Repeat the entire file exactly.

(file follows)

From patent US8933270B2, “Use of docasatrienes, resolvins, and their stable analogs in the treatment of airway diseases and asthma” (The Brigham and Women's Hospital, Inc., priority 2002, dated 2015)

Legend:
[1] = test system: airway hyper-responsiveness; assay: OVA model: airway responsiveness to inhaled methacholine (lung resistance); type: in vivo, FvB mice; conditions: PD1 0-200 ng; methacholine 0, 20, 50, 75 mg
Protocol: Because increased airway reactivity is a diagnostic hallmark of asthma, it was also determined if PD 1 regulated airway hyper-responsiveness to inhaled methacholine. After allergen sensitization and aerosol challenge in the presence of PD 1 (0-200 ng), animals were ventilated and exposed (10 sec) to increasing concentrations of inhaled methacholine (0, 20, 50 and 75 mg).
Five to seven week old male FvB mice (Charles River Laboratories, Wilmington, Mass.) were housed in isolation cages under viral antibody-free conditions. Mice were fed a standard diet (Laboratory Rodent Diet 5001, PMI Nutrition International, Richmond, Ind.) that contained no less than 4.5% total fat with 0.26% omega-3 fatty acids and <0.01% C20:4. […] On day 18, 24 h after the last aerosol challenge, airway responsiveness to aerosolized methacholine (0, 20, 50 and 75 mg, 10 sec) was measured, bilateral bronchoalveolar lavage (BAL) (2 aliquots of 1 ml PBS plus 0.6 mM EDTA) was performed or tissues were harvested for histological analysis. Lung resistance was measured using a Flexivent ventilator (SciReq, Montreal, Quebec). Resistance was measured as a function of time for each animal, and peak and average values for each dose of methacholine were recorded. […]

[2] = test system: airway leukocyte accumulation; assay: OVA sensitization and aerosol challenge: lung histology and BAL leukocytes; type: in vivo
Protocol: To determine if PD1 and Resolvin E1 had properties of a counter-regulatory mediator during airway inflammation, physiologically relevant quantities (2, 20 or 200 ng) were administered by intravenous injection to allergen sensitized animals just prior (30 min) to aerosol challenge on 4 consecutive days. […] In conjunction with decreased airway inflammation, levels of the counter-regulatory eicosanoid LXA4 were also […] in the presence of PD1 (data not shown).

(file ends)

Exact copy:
From patent US8933270B2, “Use of docasatrienes, resolvins, and their stable analogs in the treatment of airway diseases and asthma” (The Brigham and Women's Hospital, Inc., priority 2002, dated 2015)

Legend:
[1] = test system: airway hyper-responsiveness; assay: OVA model: airway responsiveness to inhaled methacholine (lung resistance); type: in vivo, FvB mice; conditions: PD1 0-200 ng; methacholine 0, 20, 50, 75 mg
Protocol: Because increased airway reactivity is a diagnostic hallmark of asthma, it was also determined if PD 1 regulated airway hyper-responsiveness to inhaled methacholine. After allergen sensitization and aerosol challenge in the presence of PD 1 (0-200 ng), animals were ventilated and exposed (10 sec) to increasing concentrations of inhaled methacholine (0, 20, 50 and 75 mg).
Five to seven week old male FvB mice (Charles River Laboratories, Wilmington, Mass.) were housed in isolation cages under viral antibody-free conditions. Mice were fed a standard diet (Laboratory Rodent Diet 5001, PMI Nutrition International, Richmond, Ind.) that contained no less than 4.5% total fat with 0.26% omega-3 fatty acids and <0.01% C20:4. […] On day 18, 24 h after the last aerosol challenge, airway responsiveness to aerosolized methacholine (0, 20, 50 and 75 mg, 10 sec) was measured, bilateral bronchoalveolar lavage (BAL) (2 aliquots of 1 ml PBS plus 0.6 mM EDTA) was performed or tissues were harvested for histological analysis. Lung resistance was measured using a Flexivent ventilator (SciReq, Montreal, Quebec). Resistance was measured as a function of time for each animal, and peak and average values for each dose of methacholine were recorded. […]

[2] = test system: airway leukocyte accumulation; assay: OVA sensitization and aerosol challenge: lung histology and BAL leukocytes; type: in vivo
Protocol: To determine if PD1 and Resolvin E1 had properties of a counter-regulatory mediator during airway inflammation, physiologically relevant quantities (2, 20 or 200 ng) were administered by intravenous injection to allergen sensitized animals just prior (30 min) to aerosol challenge on 4 consecutive days. […] In conjunction with decreased airway inflammation, levels of the counter-regulatory eicosanoid LXA4 were also […] in the presence of PD1 (data not shown).